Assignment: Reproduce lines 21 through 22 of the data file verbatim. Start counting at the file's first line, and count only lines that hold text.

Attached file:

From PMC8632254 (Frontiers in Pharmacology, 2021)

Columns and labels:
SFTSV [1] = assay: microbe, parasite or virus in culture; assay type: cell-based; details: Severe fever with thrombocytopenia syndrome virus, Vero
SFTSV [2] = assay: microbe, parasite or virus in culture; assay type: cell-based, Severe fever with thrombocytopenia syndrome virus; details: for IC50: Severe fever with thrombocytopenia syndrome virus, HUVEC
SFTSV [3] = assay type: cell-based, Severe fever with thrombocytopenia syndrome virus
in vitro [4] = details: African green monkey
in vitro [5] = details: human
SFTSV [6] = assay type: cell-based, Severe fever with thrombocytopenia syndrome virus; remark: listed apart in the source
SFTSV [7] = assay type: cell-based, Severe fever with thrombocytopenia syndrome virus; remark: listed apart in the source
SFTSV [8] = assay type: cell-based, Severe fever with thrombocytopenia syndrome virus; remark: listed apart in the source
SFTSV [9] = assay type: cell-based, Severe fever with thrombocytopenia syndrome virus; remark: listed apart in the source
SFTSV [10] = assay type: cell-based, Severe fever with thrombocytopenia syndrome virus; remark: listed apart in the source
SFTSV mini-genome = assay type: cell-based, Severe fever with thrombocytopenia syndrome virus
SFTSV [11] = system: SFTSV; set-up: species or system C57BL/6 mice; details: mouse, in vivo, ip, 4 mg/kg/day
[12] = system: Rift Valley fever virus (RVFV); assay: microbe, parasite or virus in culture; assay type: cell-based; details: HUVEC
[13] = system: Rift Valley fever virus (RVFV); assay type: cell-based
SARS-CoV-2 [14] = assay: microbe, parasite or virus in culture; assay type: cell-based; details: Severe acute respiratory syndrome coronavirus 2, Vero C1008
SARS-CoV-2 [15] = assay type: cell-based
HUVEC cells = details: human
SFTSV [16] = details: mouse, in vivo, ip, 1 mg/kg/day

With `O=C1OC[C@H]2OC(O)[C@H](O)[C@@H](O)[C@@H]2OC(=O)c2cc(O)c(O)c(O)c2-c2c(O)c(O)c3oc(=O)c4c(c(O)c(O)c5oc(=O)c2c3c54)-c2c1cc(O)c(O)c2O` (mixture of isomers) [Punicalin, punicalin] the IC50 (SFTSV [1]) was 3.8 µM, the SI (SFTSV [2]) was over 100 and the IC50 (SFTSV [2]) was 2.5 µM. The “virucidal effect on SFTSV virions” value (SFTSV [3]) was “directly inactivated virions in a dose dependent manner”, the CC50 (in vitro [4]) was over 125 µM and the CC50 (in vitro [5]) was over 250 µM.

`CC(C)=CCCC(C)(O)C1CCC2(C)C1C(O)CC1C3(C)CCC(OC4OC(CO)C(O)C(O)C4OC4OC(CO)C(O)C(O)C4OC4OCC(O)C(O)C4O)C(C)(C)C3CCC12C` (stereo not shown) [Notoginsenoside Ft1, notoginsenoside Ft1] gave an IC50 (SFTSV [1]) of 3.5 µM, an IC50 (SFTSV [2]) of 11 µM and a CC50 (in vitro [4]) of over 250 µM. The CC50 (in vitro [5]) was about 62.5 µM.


With `O=C1OC[C@H]2OC(O)[C@H](O)[C@@H](O)[C@@H]2OC(=O)c2cc(O)c(O)c(O)c2-c2c(O)c(O)c3oc(=O)c4c(c(O)c(O)c5oc(=O)c2c3c54)-c2c1cc(O)c(O)c2O` (mixture of isomers) [Punicalin, punicalin] the IC50 (SFTSV [1]) was 3.8 µM, the SI (SFTSV [2]) was over 100 and the IC50 (SFTSV [2]) was 2.5 µM. The “virucidal effect on SFTSV virions” value (SFTSV [3]) was “directly inactivated virions in a dose dependent manner”, the CC50 (in vitro [4]) was over 125 µM and the CC50 (in vitro [5]) was over 250 µM.

`CC(C)=CCCC(C)(O)C1CCC2(C)C1C(O)CC1C3(C)CCC(OC4OC(CO)C(O)C(O)C4OC4OC(CO)C(O)C(O)C4OC4OCC(O)C(O)C4O)C(C)(C)C3CCC12C` (stereo not shown) [Notoginsenoside Ft1, notoginsenoside Ft1] gave an IC50 (SFTSV [1]) of 3.5 µM, an IC50 (SFTSV [2]) of 11 µM and a CC50 (in vitro [4]) of over 250 µM. The CC50 (in vitro [5]) was about 62.5 µM.